Friday, October 30, 2009
Humbled by his riflemen - Lt Col Robert Thomson, CO 2 RIFLES
Lieutenant Colonel Rob Thomson with Major Karim of the Afghan National Army
When we were told in 2008 that we would become the Battlegroup responsible for the town of Sangin and the Upper Sangin Valley, we were only too well aware of the challenge that lay ahead.
Having deployed each and every year over the last ten years, we had the right operational experience but there was not one iota of complacency as we headed out to Afghanistan on our toughest assignment yet.
We have a saying in the Battlegroup that one is only as good as the next operation so, as we grabbed our rifles, body armour and packs, we knew we would be called upon to strain every sinew over six hard months. We were not wrong.
Our area of operations, the patch, was about the same size as Dorset, approximately 2,225 km2, a massive area for a Battle Group numbering 1,100 soldiers; there were over 25 different cap badges represented in our ranks including the RAF and one sailor! A Company 2nd Battalion The Royal Regiment of Fusiliers joined the Battlegroup to make us five Companies strong.
The Battlegroup was focused on the town of Sangin which has a population of 20,000 people, all living on the equivalent of about $2 per day. Life for the Afghans is harsh. Most are farmers or bazaar stall holders. Electricity, while limited, is improving and water all comes out of a well.
But the people of Sangin are as clever and committed as anywhere else and are determined to build a future for their children, free from the Taliban and its horrific threats.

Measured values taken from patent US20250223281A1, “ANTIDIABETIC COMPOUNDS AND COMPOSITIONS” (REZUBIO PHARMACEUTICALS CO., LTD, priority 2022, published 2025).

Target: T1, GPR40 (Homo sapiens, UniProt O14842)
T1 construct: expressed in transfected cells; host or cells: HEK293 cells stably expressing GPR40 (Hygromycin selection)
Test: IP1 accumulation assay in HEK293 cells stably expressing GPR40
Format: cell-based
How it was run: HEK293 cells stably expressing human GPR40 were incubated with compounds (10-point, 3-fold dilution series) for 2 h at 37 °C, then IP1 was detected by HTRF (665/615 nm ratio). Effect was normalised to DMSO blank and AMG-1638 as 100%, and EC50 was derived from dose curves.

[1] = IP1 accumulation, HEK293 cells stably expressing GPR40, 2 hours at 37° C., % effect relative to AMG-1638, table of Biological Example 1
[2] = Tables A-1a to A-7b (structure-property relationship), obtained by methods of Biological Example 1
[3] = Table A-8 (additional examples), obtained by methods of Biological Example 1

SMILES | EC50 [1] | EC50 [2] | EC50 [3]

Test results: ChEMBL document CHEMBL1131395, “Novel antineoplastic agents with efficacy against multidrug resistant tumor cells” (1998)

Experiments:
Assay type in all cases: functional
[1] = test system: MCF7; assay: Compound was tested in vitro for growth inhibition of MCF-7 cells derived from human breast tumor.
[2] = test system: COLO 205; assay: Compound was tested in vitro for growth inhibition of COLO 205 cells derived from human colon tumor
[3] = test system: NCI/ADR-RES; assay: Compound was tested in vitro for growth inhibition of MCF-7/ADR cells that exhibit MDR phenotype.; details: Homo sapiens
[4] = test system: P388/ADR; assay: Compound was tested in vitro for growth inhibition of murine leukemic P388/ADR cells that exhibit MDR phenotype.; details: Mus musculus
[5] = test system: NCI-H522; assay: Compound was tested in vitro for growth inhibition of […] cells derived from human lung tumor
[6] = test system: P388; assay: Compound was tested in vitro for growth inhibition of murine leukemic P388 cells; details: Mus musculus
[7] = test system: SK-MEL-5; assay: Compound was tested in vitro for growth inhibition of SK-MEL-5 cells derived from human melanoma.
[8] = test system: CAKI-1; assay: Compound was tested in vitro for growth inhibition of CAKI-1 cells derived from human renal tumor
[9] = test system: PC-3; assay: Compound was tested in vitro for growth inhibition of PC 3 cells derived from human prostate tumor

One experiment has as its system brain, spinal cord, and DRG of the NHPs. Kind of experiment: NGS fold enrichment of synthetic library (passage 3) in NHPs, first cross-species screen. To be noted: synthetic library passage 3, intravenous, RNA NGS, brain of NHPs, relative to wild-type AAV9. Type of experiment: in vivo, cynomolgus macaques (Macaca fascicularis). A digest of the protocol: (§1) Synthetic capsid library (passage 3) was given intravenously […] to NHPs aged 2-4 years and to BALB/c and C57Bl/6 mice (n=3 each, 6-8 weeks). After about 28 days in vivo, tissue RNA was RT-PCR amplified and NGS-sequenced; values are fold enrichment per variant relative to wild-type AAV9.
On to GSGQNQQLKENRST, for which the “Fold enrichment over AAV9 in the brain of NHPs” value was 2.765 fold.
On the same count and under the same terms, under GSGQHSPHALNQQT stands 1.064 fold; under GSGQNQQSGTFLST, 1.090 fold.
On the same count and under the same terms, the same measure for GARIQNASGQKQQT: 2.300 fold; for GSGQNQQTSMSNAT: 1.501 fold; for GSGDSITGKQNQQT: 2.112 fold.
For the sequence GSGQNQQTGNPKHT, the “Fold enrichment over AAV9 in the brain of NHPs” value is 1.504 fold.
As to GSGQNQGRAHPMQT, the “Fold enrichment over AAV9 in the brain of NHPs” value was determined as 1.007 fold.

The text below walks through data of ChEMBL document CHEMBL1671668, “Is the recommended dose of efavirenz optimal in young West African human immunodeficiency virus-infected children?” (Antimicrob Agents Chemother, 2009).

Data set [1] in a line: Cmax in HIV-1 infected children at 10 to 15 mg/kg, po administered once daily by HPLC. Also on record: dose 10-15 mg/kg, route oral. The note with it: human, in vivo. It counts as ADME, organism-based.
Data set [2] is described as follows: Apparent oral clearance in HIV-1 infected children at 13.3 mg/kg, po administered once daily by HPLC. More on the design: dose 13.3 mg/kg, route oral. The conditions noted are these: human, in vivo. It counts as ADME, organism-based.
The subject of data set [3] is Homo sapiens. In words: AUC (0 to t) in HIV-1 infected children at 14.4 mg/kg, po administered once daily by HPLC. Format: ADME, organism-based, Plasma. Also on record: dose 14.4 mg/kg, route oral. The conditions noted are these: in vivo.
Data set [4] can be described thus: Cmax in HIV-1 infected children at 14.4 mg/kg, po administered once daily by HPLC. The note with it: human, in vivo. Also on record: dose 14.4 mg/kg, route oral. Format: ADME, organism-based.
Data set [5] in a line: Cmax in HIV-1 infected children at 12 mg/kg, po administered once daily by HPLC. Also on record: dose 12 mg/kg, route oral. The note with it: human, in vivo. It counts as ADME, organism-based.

The threat this summer has been growing rapidly. The enemy knows he loses when he fights us openly so he has resorted to indiscriminate and lethal Improvised Explosive Devices (the infamous IED) which also kill and maim innocent locals.
So, the enemy has planted IEDs in a greater number than ever before, trying to restrict our movements. It has been a hard battle but the Riflemen have found more than 200 IEDs across the Area of Operations.
We have targeted the bomb-maker in his home and in his factory and when he is putting the IED in the ground.
Since the end of July, we managed to kill four IED teams who were laying IEDs. It is difficult to describe accurately the intensity of this fight. When on patrol, everyone is fixed on the job in hand. The Rifleman operating the VALLON metal detector literally holds the lives of his comrades in his hands.
One of My Riflemen has found 19 IEDs whilst on patrol. This extraordinary job is made more difficult by the heat (temperatures have been above 40 for most of our tour) and the weight we all carry (most hump over 40 kilograms around on their back when on patrol). It is not a job for the faint-hearted.
Furthest to my north was I Company at Kajaki Dam, a stunningly beautiful and striking place, but one which harboured a lethal enemy.
I Company faced a largely conventional fight to keep the enemy from the strategically important dam that delivers electricity to the entire Upper Sangin Valley.
Coming south and only seven kilometres north of the Sangin District Centre, home to the District Governor, is Forward Operating Base Inkerman, home to the men and women of B Company. FOB Inkerman is critical to interdicting the routes of the enemy as they try to infiltrate into Sangin from the enemy bases in the Upper Sangin Valley.
B Company has fought fiercely with a tenacious enemy who combine improvised explosives with small arms fire ambushes.
Sangin DC and the town centre was protected by A Company, the Afghan National Army and the Afghan National Police, all based out of FOB Jackson, which sits on the banks of the wide-flowing Helmand River.
Here, military operations seek to protect the people and prevent the enemy from getting its grip on the town centre.